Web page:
Court rejects Big Labor suit to force OSHA’s hand on Covid-19 standard

Sources: Associated Builders and Contractors, AFL-CIO, Washington, D.C.; CP staff

The U.S. Court of Appeals for the District of Columbia Circuit dismissed an AFL-CIO petition seeking an order compelling the Occupational Safety and Health Administration to issue an emergency temporary standard (ETS) for infectious disease and Covid-19 workplace exposure. “The agency is authorized to issue an ETS if it determines that ’employees are exposed to grave danger’ from a new hazard in the workplace, and an ETS is ‘necessary’ to protect them from that danger,” a three-judge panel concludes. “The OSHA’s decision not to issue an ETS is entitled to considerable deference.”

“The decision affirms that OSHA’s comprehensive response to the outbreak currently eliminates the need for an emergency temporary standard,” note Associated Builders and Contractors Vice President of Health, Safety, Environment and Workforce Development Greg Sizemore and National Association of Home Builders Chief Executive Officer Jerry Howard in joint statement. “The government is learning new information about Covid-19 and how best to mitigate related hazards on an almost daily and sometimes even hourly basis, which is why a static, intransigent rule would not be an appropriate response. OSHA’s resources are better deployed by developing timely and situational-specific guidance documents, which can be adjusted and adapted as the agency and public health authorities better understand the pandemic.

“Even without a Covid-19 outbreak, safety and health is always our Number 1 priority. As representatives of residential, nonresidential and industrial construction contractors across the country, we remain committed to collaborating with state and local health officials, as well as across market sectors, to diligently identify and implement new health and safety protocols on our jobsites.”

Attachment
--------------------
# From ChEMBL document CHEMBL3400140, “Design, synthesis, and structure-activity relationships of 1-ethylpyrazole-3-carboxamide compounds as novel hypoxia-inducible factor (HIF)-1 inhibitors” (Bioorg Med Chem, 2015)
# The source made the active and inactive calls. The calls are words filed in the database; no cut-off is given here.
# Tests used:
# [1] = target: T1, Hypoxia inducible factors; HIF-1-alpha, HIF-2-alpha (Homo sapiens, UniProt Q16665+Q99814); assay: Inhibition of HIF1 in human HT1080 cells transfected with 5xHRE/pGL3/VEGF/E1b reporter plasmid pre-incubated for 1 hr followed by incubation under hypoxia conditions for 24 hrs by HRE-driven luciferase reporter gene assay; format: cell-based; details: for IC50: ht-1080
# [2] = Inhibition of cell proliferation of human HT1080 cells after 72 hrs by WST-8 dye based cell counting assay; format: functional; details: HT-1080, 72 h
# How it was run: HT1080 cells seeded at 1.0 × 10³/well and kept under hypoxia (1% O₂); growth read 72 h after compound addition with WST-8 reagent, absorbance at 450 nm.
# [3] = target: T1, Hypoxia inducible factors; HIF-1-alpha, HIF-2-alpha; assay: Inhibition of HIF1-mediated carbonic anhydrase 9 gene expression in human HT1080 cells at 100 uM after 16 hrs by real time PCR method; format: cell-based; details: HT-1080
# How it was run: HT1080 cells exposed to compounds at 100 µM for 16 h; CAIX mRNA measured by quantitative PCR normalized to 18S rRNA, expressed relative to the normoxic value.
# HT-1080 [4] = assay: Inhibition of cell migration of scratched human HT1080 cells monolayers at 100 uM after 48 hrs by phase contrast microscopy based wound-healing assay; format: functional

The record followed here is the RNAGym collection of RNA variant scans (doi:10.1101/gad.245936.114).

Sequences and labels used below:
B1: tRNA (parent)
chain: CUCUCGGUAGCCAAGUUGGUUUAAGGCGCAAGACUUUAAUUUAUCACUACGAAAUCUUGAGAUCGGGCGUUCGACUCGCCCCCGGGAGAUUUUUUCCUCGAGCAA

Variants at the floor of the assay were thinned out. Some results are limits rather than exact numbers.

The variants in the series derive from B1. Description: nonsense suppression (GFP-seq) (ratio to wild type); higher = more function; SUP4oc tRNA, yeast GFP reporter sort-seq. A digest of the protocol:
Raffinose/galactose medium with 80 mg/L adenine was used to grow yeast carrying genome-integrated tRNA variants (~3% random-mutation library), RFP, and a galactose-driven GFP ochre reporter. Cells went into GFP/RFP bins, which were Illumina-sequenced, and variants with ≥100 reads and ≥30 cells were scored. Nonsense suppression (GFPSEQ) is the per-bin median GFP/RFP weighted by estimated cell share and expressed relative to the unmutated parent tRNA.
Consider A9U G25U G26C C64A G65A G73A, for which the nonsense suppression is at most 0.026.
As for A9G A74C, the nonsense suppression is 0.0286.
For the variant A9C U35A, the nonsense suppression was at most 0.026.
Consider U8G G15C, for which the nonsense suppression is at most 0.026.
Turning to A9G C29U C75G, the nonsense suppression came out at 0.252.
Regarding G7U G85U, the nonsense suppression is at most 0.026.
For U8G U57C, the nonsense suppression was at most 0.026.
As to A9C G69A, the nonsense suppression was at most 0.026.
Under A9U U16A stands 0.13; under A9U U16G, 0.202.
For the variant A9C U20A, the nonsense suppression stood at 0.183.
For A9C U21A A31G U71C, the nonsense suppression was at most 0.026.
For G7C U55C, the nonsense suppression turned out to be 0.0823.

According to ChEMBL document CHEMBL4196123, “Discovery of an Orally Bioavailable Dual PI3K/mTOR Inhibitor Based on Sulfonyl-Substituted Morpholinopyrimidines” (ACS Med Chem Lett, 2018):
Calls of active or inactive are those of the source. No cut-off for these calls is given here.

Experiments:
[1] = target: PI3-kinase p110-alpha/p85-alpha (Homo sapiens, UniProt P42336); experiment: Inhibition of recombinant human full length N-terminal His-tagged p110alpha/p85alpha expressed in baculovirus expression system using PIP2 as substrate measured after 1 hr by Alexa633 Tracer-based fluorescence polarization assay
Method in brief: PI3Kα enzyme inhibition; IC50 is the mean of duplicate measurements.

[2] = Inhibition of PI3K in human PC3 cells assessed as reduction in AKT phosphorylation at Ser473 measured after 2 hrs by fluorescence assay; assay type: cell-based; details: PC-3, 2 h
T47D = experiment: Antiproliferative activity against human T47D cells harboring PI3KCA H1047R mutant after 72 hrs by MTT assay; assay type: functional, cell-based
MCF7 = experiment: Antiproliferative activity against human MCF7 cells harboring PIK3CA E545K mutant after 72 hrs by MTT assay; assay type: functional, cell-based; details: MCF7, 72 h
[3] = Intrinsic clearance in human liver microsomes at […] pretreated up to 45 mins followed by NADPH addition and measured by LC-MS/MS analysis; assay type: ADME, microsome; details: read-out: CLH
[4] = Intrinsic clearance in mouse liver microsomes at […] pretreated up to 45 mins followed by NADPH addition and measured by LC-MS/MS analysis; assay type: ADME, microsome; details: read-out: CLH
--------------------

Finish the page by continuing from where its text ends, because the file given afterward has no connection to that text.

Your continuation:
ABC, NAHB, American Road and Transportation Builders Association, Mason Contractors Association of America and the U.S. Chamber of Commerce urged the court not to grant the AFL-CIO request in a late-May brief. Workers are better protected from the virus by construction industry best practices rather than a rigid “one-size-fits-all” regulation, the groups argued, adding: “Guidance on how to maintain the spread of Covid-19 in the aviation industry would naturally be quite different from guidance directed at the banking industry, or the construction industry.”

“The Post-it length response to our petition acknowledges the ‘unprecedented nature of the Covid-19 pandemic’ but repeats the false claim by Big Business that the Occupational Safety and Health Administration already has done what is needed to protect workers,” AFL-CIO President Richard Trumpka contends in a statement on the Appellate Court decision. “In fact, none of the other ‘regulatory tools,’ short of an emergency temporary standard, require employers to do anything at all. An unprecedented pandemic calls for unprecedented action, and the court’s action fell woefully short of fulfilling its duty to ensure that the Occupational Safety and Health Act is enforced.”

AFL-CIO filed a writ of mandamus petition in May after initially petitioning OSHA in early March to issue an emergency temporary standard addressing the Covid-19 outbreak. 


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